237596 Pharmaceutical data mining or your privacy: The Supreme Court decides!

Tuesday, November 1, 2011: 4:30 PM

Jennifer L. Pomeranz, JD, MPH , Yale University, Rudd Center for Food Policy and Obesity, New Haven, CT
Maine, New Hampshire and Vermont enacted laws that prohibit data miners from transferring prescriber-identifiable data (the prescribing history of individual physicians) to pharmaceutical companies to protect privacy. The laws vary (e.g., one has an opt-in provision and one has an opt-out provision) but they have the same purpose to protect the information from being used by pharmaceutical companies for targeted marketing of their brand name drugs to the physicians within the state. The First Circuit upheld the Maine and New Hampshire laws; however, the Second Circuit struck down the Vermont law on First Amendment grounds. The United States Supreme Court accepted certiorari to consider the Vermont law and the resolve the conflict between the two circuit courts. The opinion will be issued later this term. In addition to the First Amendment dispute, this case brings up important issues of medical privacy, patient health, and the rising health care costs attributable to brand name drug prescriptions. The presentation will explain these issues, including the necessity for these laws, and the implications of the Supreme Court's opinion.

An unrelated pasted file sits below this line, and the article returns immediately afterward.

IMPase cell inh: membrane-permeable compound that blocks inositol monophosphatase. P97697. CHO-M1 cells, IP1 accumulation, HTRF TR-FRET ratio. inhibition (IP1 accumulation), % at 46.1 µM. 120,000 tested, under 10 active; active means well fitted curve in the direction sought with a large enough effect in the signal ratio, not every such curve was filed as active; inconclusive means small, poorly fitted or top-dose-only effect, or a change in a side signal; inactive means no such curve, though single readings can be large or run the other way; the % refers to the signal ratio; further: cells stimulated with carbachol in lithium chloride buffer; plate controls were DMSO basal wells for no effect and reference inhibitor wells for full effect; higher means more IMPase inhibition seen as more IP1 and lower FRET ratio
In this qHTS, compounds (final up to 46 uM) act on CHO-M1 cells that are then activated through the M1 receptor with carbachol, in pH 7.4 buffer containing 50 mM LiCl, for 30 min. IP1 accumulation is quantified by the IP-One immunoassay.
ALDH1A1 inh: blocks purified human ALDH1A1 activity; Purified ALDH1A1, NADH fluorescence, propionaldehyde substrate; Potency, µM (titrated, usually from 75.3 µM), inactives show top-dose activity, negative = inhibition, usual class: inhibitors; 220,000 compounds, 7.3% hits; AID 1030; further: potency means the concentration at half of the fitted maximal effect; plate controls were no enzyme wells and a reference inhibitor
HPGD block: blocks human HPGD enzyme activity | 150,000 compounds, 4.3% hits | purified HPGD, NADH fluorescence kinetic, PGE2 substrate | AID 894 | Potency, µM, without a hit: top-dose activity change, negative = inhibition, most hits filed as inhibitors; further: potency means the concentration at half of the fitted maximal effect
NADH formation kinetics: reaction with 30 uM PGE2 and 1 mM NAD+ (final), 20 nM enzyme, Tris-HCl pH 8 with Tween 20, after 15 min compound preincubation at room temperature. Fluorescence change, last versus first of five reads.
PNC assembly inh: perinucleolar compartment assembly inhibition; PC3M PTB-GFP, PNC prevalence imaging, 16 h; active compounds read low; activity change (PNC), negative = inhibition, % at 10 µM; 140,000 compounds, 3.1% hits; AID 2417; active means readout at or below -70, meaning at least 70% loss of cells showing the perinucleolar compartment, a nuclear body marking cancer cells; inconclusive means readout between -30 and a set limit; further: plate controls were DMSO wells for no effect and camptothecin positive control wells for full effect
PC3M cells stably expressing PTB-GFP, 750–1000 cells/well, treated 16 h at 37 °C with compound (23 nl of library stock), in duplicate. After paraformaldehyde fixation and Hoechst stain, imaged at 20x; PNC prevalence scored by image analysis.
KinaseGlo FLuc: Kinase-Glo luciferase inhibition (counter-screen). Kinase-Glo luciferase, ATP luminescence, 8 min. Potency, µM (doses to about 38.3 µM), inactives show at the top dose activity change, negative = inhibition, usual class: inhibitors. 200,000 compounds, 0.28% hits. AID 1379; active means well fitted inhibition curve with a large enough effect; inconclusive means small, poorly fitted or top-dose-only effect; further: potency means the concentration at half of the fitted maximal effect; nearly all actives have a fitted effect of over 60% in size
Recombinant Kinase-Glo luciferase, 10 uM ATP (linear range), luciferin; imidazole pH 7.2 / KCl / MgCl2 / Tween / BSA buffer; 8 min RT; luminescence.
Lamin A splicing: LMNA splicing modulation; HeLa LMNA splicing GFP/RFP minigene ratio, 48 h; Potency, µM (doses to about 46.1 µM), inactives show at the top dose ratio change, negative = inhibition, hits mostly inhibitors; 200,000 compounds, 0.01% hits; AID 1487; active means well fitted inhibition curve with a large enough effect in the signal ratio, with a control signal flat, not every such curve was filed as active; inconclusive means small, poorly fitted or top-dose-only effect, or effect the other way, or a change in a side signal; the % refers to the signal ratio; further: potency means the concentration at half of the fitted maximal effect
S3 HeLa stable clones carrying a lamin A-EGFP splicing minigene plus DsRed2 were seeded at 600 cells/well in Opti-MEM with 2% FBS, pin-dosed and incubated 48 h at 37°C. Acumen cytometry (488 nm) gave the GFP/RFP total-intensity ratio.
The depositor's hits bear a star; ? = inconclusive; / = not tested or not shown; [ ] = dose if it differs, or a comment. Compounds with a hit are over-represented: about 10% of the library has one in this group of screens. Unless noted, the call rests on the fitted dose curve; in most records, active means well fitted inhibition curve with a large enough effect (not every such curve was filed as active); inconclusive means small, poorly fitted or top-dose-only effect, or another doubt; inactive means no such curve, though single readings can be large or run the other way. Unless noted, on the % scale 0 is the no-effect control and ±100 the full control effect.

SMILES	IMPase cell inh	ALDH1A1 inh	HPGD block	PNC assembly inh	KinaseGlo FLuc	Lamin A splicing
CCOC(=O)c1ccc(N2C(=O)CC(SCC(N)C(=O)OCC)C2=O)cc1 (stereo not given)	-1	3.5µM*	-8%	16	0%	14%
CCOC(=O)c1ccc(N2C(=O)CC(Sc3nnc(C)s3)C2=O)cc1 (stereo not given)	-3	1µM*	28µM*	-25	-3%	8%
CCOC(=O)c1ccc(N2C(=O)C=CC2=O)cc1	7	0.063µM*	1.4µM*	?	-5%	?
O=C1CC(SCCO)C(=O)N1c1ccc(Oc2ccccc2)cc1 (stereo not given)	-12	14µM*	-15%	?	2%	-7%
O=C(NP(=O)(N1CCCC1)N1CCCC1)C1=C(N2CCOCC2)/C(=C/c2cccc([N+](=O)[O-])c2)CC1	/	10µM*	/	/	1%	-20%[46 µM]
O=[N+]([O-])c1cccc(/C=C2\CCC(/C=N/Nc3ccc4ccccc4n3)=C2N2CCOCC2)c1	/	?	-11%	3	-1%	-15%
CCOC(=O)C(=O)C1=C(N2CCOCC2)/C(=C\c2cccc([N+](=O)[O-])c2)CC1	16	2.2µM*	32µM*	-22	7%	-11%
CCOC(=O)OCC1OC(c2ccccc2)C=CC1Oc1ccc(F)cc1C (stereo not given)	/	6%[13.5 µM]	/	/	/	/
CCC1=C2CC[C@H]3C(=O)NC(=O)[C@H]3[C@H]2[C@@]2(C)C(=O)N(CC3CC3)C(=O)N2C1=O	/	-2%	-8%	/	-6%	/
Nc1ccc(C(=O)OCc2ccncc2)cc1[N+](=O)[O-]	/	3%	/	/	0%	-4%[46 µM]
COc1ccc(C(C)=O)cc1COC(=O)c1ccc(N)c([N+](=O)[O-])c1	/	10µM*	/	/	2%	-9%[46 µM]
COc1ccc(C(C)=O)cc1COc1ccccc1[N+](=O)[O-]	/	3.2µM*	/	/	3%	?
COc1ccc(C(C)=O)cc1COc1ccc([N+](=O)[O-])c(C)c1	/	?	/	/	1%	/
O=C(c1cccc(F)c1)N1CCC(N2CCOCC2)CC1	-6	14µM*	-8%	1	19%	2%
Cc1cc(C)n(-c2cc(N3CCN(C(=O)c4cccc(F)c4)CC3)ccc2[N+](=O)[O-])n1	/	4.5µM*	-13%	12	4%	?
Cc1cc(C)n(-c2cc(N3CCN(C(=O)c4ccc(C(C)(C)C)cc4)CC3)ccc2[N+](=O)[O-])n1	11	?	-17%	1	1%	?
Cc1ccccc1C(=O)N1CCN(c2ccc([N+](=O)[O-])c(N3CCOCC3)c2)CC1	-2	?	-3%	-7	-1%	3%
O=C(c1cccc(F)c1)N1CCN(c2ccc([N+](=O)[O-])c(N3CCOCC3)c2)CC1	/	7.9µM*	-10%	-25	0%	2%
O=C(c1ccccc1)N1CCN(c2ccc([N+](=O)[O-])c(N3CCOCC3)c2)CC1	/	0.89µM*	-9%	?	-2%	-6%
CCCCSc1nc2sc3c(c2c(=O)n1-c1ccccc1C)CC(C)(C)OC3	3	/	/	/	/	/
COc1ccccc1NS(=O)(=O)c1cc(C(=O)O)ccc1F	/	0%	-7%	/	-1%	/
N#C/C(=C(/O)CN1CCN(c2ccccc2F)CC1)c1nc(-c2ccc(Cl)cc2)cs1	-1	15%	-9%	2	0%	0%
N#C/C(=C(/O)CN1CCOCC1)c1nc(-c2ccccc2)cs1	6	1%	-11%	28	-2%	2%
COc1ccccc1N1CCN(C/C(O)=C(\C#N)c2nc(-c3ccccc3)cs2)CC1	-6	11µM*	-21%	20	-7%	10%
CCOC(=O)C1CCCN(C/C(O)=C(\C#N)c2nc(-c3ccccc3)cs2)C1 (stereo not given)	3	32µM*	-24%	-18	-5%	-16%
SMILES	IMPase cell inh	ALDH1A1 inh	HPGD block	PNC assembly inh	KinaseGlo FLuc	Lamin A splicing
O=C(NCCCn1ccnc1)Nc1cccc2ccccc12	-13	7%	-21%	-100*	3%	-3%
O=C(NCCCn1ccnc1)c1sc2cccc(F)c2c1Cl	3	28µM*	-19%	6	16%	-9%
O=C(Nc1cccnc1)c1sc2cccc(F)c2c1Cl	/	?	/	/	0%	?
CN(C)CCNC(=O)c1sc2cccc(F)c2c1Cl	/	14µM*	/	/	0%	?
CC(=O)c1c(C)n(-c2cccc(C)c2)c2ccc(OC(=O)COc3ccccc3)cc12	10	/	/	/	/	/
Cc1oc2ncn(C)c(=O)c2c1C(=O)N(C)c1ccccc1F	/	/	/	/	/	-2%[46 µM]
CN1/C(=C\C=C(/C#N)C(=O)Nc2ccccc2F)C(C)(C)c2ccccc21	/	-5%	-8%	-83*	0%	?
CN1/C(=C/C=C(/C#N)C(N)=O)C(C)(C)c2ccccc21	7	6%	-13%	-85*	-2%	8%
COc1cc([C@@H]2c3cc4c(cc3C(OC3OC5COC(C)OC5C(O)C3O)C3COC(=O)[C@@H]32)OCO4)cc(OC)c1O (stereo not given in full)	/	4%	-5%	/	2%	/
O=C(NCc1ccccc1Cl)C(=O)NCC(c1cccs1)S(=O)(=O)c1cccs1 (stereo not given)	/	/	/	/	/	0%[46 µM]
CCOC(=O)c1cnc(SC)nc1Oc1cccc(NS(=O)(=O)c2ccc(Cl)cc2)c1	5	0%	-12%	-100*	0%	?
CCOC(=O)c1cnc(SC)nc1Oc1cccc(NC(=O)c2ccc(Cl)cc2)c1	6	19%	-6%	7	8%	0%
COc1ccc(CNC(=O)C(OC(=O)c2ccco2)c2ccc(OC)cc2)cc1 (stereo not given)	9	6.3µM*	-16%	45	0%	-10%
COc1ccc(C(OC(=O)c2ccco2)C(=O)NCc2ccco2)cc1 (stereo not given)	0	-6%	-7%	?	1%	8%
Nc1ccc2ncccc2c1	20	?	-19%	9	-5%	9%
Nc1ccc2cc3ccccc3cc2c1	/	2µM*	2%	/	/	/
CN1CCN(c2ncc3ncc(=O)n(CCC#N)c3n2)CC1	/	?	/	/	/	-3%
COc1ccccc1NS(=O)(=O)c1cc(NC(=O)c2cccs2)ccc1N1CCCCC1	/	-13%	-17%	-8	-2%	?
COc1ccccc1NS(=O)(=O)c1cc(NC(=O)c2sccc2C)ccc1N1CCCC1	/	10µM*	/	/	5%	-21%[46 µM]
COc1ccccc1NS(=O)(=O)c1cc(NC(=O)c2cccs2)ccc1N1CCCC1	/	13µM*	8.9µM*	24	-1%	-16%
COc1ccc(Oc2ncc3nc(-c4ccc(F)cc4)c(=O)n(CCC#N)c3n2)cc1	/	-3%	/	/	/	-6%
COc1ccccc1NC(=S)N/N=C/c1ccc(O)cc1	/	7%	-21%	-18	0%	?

Learning Areas:
Public health or related laws, regulations, standards, or guidelines

Learning Objectives:
(1) Briefly compare the three statesí laws. (2) Explain the necessity for these laws and the privacy interests implicated by the practice the laws sought to restrict. (3) Analyze and evaluate the Supreme Courtís opinion. (4) Identify First Amendment implications for other public health issues.

Keywords: Privacy, Health Law

Presenting author's disclosure statement:

Qualified on the content I am responsible for because: I have a JD and an MPH and have worked at the Yale Rudd Center for Food Policy & Obesity since 2007. I have numerous publications and past presentations on public health law.
Any relevant financial relationships? No

I agree to comply with the American Public Health Association Conflict of Interest and Commercial Support Guidelines, and to disclose to the participants any off-label or experimental uses of a commercial product or service discussed in my presentation.